How to Hit Solid Wedge Shots by Correcting These Mistakes
Don’t Know How to Hit Solid Wedge Shots? The First Step is to Eliminate These Common Amateur Mistakes from Your Game.
Want to know how to hit solid wedge shots?
If your wedge shots aren’t as accurate or consistent as you want them to be, the solution is probably much easier than you think. In my twenty-plus years of teaching golf, I’ve seen it proven time and again that the biggest difference between good wedge players and bad wedge players is their ability to understand and control their shot trajectory.
To put it more simply:
The biggest mistake most amateur golfers make with their wedges is hitting the ball too high.
It’s true. You can see remarkable improvement in your wedge shots just by bringing the trajectory down. And I’m going to explain how you can do that by making three super easy adjustments to the way you hit your wedges.
Let’s get started.
Tip #1: Club Selection
When a player asks me how to hit solid wedge shots, I usually start by telling them to select the right club.
I know—that seems a little basic . . . maybe even so obvious it doesn’t need to be said.
But here I am saying it, because it’s a mistake I see all the time. When most amateur players get ready to hit a wedge shot, they reach for the most lofted club in their bag—usually something around 58 degrees. Then they make a full swing at maximum speed. Here’s the problem with that:
A lot of loft + a lot of speed = a lot of height
Hitting a high-lofted wedge is going to heighten the trajectory of your ball flight, making it difficult to control ball spin and distance.
My advice is to start pulling out a wedge with a lower loft. Try something around 54 degrees. You’ll find that the trajectory comes down, helping you improve accuracy and distance control.
Tip #2: Ball Position
Optimizing your ball position is often the greatest and simplest change you can make to improve any shot.
Now, for a lower lofted club like a 9- or 8-iron, you want to position the ball in the center of your stance.
However, when you’re preparing to make a golf wedge shot, your best bet is to position the ball slightly back of center. Then, while your ball is in this behind-center position, move your hands slightly in front of the ball. That creates a backward shaft line, takes a little bit of loft off the club, and helps bring the trajectory down.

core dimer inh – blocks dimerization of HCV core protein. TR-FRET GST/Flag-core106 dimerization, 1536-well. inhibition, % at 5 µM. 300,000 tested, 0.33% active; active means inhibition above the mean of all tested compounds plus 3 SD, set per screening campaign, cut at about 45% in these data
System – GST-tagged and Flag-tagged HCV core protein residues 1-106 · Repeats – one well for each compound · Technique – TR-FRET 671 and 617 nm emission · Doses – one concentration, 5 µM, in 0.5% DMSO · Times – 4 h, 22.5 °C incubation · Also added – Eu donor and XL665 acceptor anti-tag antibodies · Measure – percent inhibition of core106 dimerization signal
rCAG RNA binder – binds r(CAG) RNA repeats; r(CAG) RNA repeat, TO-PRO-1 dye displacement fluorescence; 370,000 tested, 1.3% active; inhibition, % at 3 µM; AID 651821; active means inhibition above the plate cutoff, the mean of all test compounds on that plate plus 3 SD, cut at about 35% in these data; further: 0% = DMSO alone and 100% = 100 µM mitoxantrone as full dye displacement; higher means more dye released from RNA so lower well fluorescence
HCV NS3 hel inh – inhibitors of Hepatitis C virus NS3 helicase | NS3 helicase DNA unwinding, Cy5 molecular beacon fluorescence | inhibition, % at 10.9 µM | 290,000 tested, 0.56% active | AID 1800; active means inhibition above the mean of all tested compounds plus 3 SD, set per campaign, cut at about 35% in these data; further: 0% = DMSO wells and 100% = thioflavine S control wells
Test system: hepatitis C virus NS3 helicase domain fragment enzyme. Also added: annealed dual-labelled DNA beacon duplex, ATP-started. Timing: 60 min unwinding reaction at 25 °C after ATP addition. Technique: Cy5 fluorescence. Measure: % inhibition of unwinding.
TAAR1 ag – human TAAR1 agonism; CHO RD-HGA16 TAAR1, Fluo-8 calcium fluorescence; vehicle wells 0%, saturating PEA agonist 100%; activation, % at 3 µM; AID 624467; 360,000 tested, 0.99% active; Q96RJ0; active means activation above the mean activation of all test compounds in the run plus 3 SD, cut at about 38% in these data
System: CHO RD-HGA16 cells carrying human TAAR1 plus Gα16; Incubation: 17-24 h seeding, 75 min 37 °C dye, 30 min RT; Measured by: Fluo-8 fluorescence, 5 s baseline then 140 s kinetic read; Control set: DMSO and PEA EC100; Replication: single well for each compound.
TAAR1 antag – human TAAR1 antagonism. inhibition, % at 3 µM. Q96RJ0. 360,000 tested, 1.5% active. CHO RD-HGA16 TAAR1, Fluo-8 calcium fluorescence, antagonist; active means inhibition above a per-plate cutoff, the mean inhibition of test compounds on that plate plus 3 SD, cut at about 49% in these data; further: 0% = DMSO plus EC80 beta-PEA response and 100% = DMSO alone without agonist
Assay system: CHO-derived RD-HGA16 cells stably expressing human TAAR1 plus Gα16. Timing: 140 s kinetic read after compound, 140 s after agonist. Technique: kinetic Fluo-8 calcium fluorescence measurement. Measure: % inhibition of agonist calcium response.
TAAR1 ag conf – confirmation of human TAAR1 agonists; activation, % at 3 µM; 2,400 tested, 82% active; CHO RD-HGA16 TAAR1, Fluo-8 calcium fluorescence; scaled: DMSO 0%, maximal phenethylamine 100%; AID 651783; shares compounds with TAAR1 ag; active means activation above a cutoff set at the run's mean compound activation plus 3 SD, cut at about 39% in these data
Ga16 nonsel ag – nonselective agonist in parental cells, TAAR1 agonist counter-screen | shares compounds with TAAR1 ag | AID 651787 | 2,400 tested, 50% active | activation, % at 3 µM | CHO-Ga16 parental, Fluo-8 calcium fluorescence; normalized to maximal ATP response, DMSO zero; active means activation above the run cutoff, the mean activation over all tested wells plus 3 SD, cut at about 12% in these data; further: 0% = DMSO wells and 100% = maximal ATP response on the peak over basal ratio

As a side note: When I work on ball position with my students, I like to use the Rimer short game trainer. It’s a great tool for ensuring accuracy and training the eye to judge your setup better. If you’re using the Rimer to work on ball position for your wedge shots, position each foot at an end bracket, position the slider at “I”, then line the ball up with the slider. Then you’re good to go.
Tip #3: Length and Speed of Swing
When you increase your clubhead speed—all things being equal—you get more height. This is especially true when you also get the kind of loft a wedge provides. In order to get a steady, controlled golf wedge shot, bring that swing speed down just a bit.
Just as important, look at shortening the length of your swing. We don’t think about length as often as speed, but this is a key component in bringing that trajectory down when you’re hitting your wedge.
Many amateur golfers use the same swing length with their wedges that they use with their driver. As a result, the ball pops way up into the air, compromising accuracy and distance control.
So then, what’s the correct swing length for golf wedge shots?
Let’s look at it like a clock. When you take a full swing, your hands typically go all the way back to an 11:00 or 11:30 position. For wedge shots, however, you should only hit about 10:00 at the top of your swing. That shorter swing length helps you hit a low, steady shot.
How to Hit Solid Wedge Shots: The Short Version
So let’s sum up.
The next time you’re on the course preparing to hit a wedge shot, you’re going to:
- Think about the club you’re using and select a wedge with a lower loft.
- Position the ball a little farther back in your stance—just behind center—and make sure there’s a little forward lean on the shaft at setup.
- Focus on shaping your swing motion so it’s about ¾ the length of your regular full swing.
Make these simple changes and I promise you:
Your trajectory will come down, your speed will come down, and your ball will finish closer to the flag for shorter putts on the green . . . and fewer strokes between you and the cup.
Share Your Opinion
Do you feel like you have a better understanding of how to hit solid wedge shots? Have you been making any of these mistakes? Do you have a difference of opinion or some tips of your own to share?
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